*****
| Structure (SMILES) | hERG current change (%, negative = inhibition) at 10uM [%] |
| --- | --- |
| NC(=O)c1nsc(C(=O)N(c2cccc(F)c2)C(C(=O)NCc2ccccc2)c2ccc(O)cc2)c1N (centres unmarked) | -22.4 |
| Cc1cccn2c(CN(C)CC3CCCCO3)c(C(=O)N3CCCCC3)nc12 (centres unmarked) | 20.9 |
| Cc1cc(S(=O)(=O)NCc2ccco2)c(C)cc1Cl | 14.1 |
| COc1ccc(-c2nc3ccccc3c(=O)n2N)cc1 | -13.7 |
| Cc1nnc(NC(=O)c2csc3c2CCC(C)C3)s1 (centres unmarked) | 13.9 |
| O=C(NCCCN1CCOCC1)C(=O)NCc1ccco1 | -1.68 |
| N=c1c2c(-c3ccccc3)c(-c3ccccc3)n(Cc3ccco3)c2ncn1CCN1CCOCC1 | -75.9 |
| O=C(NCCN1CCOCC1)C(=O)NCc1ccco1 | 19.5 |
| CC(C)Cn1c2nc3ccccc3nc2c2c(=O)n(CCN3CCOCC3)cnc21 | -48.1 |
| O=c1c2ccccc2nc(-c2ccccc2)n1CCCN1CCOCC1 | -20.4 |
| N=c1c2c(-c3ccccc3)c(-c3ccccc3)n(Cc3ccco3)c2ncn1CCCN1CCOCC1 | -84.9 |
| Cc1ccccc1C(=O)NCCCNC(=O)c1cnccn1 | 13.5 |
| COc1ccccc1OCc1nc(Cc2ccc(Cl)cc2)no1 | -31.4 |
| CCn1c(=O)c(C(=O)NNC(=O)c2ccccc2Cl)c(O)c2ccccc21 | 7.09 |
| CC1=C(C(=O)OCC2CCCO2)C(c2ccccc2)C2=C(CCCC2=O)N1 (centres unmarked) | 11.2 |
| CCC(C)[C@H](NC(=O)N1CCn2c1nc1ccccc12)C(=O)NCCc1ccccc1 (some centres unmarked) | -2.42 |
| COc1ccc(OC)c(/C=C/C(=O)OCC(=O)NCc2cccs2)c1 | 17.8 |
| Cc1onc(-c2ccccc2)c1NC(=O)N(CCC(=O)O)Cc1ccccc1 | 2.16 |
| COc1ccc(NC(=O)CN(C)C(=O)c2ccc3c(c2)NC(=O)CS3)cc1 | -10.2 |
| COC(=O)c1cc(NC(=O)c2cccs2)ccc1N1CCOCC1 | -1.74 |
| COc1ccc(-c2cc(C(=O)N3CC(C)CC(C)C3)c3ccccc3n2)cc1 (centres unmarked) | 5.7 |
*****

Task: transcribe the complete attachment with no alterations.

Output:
| Structure (SMILES) | hERG current change (%, negative = inhibition) at 10uM [%] |
| --- | --- |
| NC(=O)c1nsc(C(=O)N(c2cccc(F)c2)C(C(=O)NCc2ccccc2)c2ccc(O)cc2)c1N (centres unmarked) | -22.4 |
| Cc1cccn2c(CN(C)CC3CCCCO3)c(C(=O)N3CCCCC3)nc12 (centres unmarked) | 20.9 |
| Cc1cc(S(=O)(=O)NCc2ccco2)c(C)cc1Cl | 14.1 |
| COc1ccc(-c2nc3ccccc3c(=O)n2N)cc1 | -13.7 |
| Cc1nnc(NC(=O)c2csc3c2CCC(C)C3)s1 (centres unmarked) | 13.9 |
| O=C(NCCCN1CCOCC1)C(=O)NCc1ccco1 | -1.68 |
| N=c1c2c(-c3ccccc3)c(-c3ccccc3)n(Cc3ccco3)c2ncn1CCN1CCOCC1 | -75.9 |
| O=C(NCCN1CCOCC1)C(=O)NCc1ccco1 | 19.5 |
| CC(C)Cn1c2nc3ccccc3nc2c2c(=O)n(CCN3CCOCC3)cnc21 | -48.1 |
| O=c1c2ccccc2nc(-c2ccccc2)n1CCCN1CCOCC1 | -20.4 |
| N=c1c2c(-c3ccccc3)c(-c3ccccc3)n(Cc3ccco3)c2ncn1CCCN1CCOCC1 | -84.9 |
| Cc1ccccc1C(=O)NCCCNC(=O)c1cnccn1 | 13.5 |
| COc1ccccc1OCc1nc(Cc2ccc(Cl)cc2)no1 | -31.4 |
| CCn1c(=O)c(C(=O)NNC(=O)c2ccccc2Cl)c(O)c2ccccc21 | 7.09 |
| CC1=C(C(=O)OCC2CCCO2)C(c2ccccc2)C2=C(CCCC2=O)N1 (centres unmarked) | 11.2 |
| CCC(C)[C@H](NC(=O)N1CCn2c1nc1ccccc12)C(=O)NCCc1ccccc1 (some centres unmarked) | -2.42 |
| COc1ccc(OC)c(/C=C/C(=O)OCC(=O)NCc2cccs2)c1 | 17.8 |
| Cc1onc(-c2ccccc2)c1NC(=O)N(CCC(=O)O)Cc1ccccc1 | 2.16 |
| COc1ccc(NC(=O)CN(C)C(=O)c2ccc3c(c2)NC(=O)CS3)cc1 | -10.2 |
| COC(=O)c1cc(NC(=O)c2cccs2)ccc1N1CCOCC1 | -1.74 |
| COc1ccc(-c2cc(C(=O)N3CC(C)CC(C)C3)c3ccccc3n2)cc1 (centres unmarked) | 5.7 |